People want it both ways

There is a documentary on Netflix I am watching called “Revenge of the electric car”. It has some big names who were interviewed for it. Elon Musk, Bob Lutz and so on. It is fascinating their thought process and reasoning.

Now in case you didn’t know Bob Lutz was the guy who killed the electric car EV1 that everyone loved in the later 90’s. He forcibly took them from owners, and crushed them. This did not win him or GM any love. A decade later, GM starts to develop an electric car The Volt because of competition from Tesla.

You might remember that when the Chevy Volt was new the campaign to get respect was on. I remember hearing that Jay Leno supported it, and since Jay is a big “car guy” that makes it credible right? As you watch the documentary you can’t help but laugh at the irony and ignorance of the people you are watching.

People want it both waysFor example, Bob Lutz says that because the US has offshored and outsourced everything, for the automotive industry to die  domestically, it would deliver an economic disadvantage that the US could never recover from. Lets unpack this statement for a moment.

  1. Who has outsourced and caused this problem in the first place? Is it the lowly factory worker who decides that it would be better for society if his job were eliminated because of cheap steel from China? No, it is the CEO’s like Bob Lutz that argue that business can’t be competitive without this outsourcing. People want it both ways. They both want the benefit of cheap labor, while somehow maintaining an economic base domestically.
  2. How can you have people afford to buy cars if they don’t have jobs? Henry Ford said that he paid his workers enough so that they could buy his product if they wanted to. That is management. You have to pay the workers so they can afford your product and others. We will never have economic progress if we try to cut people off at the knees. You can’t work people and not pay them so they can’t afford to buy what you are selling.
  3. The domestic auto industry dying. What a joke this is. It has been dying for decades!! How many times have car manufactures been bailed out? Does the name Chrysler mean anything to anyone? Then GM almost died. I wish it did. We proclaim “free market” yet we protect business who made serious errors in judgement and kill US citizens. I think GM in hiding the product defect with the ignition switch killed at least 100 people and had to settle with them. Ford killed at least 50 with the Pinto. How many have died with foreign brands? I don’t recall anything like this for non domestic brands.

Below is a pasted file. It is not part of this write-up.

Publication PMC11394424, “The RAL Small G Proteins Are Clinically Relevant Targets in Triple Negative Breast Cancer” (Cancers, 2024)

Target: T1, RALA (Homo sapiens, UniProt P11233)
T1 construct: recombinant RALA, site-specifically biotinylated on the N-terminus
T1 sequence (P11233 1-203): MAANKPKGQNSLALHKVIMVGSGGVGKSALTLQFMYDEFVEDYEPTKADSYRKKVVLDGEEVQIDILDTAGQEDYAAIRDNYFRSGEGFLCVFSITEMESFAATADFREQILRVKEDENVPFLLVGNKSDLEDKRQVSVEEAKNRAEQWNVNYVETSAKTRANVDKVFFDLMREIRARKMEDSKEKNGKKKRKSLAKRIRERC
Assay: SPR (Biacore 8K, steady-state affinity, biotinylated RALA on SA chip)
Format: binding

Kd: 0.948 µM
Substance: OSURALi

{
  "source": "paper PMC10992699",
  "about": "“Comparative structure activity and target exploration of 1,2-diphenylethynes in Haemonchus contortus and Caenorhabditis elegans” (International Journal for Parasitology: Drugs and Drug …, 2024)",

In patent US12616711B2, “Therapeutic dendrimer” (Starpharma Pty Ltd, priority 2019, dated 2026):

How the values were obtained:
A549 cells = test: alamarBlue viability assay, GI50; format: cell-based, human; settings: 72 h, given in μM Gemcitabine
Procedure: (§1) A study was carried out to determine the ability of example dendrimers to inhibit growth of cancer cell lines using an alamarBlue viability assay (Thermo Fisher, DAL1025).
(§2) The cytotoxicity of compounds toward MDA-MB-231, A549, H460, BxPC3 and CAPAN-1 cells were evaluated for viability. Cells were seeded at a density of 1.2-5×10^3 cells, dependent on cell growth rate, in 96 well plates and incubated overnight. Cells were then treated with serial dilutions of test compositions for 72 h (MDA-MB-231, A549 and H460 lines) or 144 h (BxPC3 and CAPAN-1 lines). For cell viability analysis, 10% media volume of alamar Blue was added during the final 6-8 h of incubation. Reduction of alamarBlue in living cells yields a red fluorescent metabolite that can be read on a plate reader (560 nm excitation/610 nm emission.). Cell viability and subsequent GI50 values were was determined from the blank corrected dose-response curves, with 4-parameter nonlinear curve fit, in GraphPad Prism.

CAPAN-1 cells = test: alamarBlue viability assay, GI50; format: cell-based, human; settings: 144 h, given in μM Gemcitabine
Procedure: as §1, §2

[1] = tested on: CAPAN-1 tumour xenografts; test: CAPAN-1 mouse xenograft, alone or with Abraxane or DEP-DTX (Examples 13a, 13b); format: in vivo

4. If the domestic auto industry dies then it deserves death. People buy what they perceive as better. No domestic car has come close to anything the foreign companies have been able to make until Tesla. My next car will be a Tesla and I am saving up for however long it takes to do that. It is ignorant that car companies have kept the gas engine this long when they knew it was hurting the environment. Mr. Lutz I’m looking directly at your lack of leadership on this issue. The future belongs to the youth, and we won’t accept gas engines anymore nor companies who profited from them.

I have made it clear that my experience growing up with parents who only had domestic cars was a disaster. For them having a mechanic and seeing him regularly was just expected. It is not normal for cars to have constant problems, yet how many people accept this? I had a coworker tell me that her Jeep was in the shop 20 times in the 4 years she had it, and it was constantly broken. This was a new jeep not some used piece of junk. That is completely unacceptable. That is something to be embarrassed of, not something that is considered normal.

Tesla is the only US-based car company that has a chance. The other companies are dead they just don’t realize it yet.

Streaming services are great for discovery

I was listening to Tidal yesterday and just randomly surfing songs. Its fun to just randomly listen to songs and sometimes you find great music. I ran into a piece of music that I had forgotten about but loved, and wanted to share it with you.

The reason I am sharing it with you is that it has to be one of the most emotional and beautiful pieces of classical music. I also like Saint Saëns Organ Symphony which is beautiful as well.

To me, having a streaming service or any discovery service is such an enriching part of life. Growing up the best we could hope for is a big record store, but it was tough even then to find good music. In the old days (!), you used to have to listen through a pair of community headphones and only for very short 15 second samples sometimes. You had limited selection, maybe 5 listening stations if you were lucky, and their selection was very limited. It didn’t feature any independent music, just the stuff that was bland and overplayed.

So to be on the Internet and to have a choice of music was just opening up a world that was so magical. When I went to college I was a DJ at the radio station and I got to discover and listen to new groups and sounds I have never heard before. I was so enthralled with that discovery that was common for people who grew up in big cities but new for someone from a small town.

I think people who grow up in environments, like big cities, don’t realize what a major impact it has on their life. Being in a big city is like a streaming experience of every experience. The internet brought choices to people who didn’t live in cities, and it brought more choice to those already who lived in cities. Clearly the benefit was more for people with less populations. I wonder how the Internet would have fared if the world was mostly large cities? I don’t think it would have been as popular.

Streaming services bring choice, education, culture to places who traditionally couldn’t afford it. What a wonderful experience this has been for all of us!